Pocahontas County Bicentennial ~ 1821-2021

Historical Sketches of Pocahontas County ~ 1901
By William T. Price


William Auldridge, Senior, the ancestor and founder of the family relationship of that name in our county, was a native of England. His mother, who by her second marriage became Mrs. John Johnson, a pioneer of Marlinton, lived to be more than one hundred years of age.

His wife was Mary Cochran. Mr. Auldridge built up a home at the Bridger Notch, and it is believed the old barn stood on the spot where one of the Bridger boys died. This place is now owned by William Auldridge, a grandson.

There were six sons and three daughters: Sarah, Elizabeth, Nancy, Thomas, William, John, Samuel, James and Richard.

Thomas Auldridge, the eldest son, when in his prime was considered one of the strongest men physically in West Pocahontas. The first revelation of his strength was at a log rolling. The champion of the day attempted to take young Auldridge’s handspike – which was a fancy article of its kind. The young athlete picked up both the champion and the disputed handspike and laid them on the log heap, with apparent ease.

James Auldridge, the eldest son, first married Mary Ann Barlow, and settled on land now occupied by Nathan Barlow, and then moved to the home near Edray where he now resides. His children were Henry, Miriam, Elizabeth, Moffett and George. He was sadly bereaved of his first family by the ravages of disease, one son, George, alone was spared.

Thomas Auldridge, Junior, married Catherine Moore and lived on the homestead. Two daughters, Mrs. Margaret Hannah, on Bucks Run, and Mrs. Ida McClure, who lives on a part of the old homestead.

George Auldridge, the survivor of the first family, married Huldah Cassel, and lives on the homestead near Edray.

William Auldridge married Elizabeth Moore, and settled on a part of the homestead…

Sarah Auldridge, daughter of Thomas, Senior, married the late J. Harvey Curry, near Frost. Her son, Ellis Curry, married Miss Rock, and lives near Dunmore. Mary Curry married Benjamin Arbogast, and lives near Greenbank…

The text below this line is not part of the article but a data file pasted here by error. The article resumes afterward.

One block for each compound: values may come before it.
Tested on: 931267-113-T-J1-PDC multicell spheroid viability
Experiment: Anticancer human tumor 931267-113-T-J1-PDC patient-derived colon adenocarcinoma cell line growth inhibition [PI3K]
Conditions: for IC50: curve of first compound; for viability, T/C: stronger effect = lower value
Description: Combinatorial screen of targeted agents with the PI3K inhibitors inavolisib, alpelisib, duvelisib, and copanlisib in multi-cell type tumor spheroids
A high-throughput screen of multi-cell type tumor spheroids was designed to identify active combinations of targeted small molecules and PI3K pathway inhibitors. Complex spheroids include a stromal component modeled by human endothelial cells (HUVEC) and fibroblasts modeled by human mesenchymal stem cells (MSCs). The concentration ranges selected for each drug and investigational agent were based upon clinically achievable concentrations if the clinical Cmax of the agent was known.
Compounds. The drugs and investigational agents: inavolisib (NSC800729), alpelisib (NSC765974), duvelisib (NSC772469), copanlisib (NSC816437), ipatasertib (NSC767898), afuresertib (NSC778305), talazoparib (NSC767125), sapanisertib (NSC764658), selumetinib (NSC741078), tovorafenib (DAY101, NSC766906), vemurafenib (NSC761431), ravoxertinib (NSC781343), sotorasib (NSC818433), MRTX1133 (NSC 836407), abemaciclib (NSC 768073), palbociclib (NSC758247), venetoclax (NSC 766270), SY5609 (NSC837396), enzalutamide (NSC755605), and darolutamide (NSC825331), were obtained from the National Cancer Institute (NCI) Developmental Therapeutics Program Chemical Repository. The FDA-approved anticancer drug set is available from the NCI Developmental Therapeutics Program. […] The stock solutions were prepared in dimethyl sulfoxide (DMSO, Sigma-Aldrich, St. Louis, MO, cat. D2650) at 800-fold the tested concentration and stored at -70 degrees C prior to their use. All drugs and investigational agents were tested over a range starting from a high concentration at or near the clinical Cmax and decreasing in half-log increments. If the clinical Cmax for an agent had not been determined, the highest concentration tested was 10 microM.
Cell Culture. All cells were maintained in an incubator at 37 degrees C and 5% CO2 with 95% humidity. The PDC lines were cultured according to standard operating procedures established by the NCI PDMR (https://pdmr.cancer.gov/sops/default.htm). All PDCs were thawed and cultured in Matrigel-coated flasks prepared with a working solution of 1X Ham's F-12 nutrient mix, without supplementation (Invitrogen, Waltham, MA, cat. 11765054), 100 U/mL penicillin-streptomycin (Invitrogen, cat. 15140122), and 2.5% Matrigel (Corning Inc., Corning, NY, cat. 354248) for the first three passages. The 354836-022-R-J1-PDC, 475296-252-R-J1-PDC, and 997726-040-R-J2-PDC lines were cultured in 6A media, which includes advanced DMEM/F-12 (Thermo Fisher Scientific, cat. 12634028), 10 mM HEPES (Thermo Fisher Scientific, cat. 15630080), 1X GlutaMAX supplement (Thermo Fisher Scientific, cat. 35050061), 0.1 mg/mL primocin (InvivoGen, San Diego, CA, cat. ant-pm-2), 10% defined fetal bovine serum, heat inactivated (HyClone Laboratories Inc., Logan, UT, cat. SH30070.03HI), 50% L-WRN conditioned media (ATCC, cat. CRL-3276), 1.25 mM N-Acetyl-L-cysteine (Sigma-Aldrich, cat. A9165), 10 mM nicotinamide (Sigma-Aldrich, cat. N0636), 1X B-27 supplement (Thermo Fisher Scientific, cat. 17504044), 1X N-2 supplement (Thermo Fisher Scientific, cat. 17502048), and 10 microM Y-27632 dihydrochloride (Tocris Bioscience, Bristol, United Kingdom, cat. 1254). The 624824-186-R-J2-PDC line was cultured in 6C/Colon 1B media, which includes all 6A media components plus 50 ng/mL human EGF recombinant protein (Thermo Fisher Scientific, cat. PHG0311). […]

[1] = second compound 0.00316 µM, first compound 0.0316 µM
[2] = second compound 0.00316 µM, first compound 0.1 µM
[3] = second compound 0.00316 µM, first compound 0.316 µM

William Auldridge married Nancy Kellison and settled on the Greenbrier, two miles below the mouth of Swago. Their only child, Martha, married George Hill, son of Abram Hill of Hills Creek. While he was in service in 1861 at Valley Mountain, he contracted the measles. He came home and his wife took down also with the same disease, and the two died within a week of each other, leaving a daughter, who is now Mrs. Robert Shafer…

John Auldridge married Rebecca Smith, who is particularly mentioned in the memoirs of John Smith, of Stony Creek…

The venerable man whose history we have been tracing – as illustrated by his descendants – was a very estimable person. He was an ever busy, industrious and exemplary citizen. His influence was ever for sincere piety, strict honesty and quiet judicious attention to his own concerns…

Early in his manhood he was greatly disabled by a falling tree and was seriously crippled for life, and yet the work he and his children accomplished in opening up abundant homes, under difficulties, is truly remarkable and worthy of special appreciation…

Mr. Auldridge, owing to his disabled condition, became a school teacher, and pursued that vocation for years, and did much good in that line. When he died at an advanced age several years since, the common remark was that one of our best old men had gone from us.

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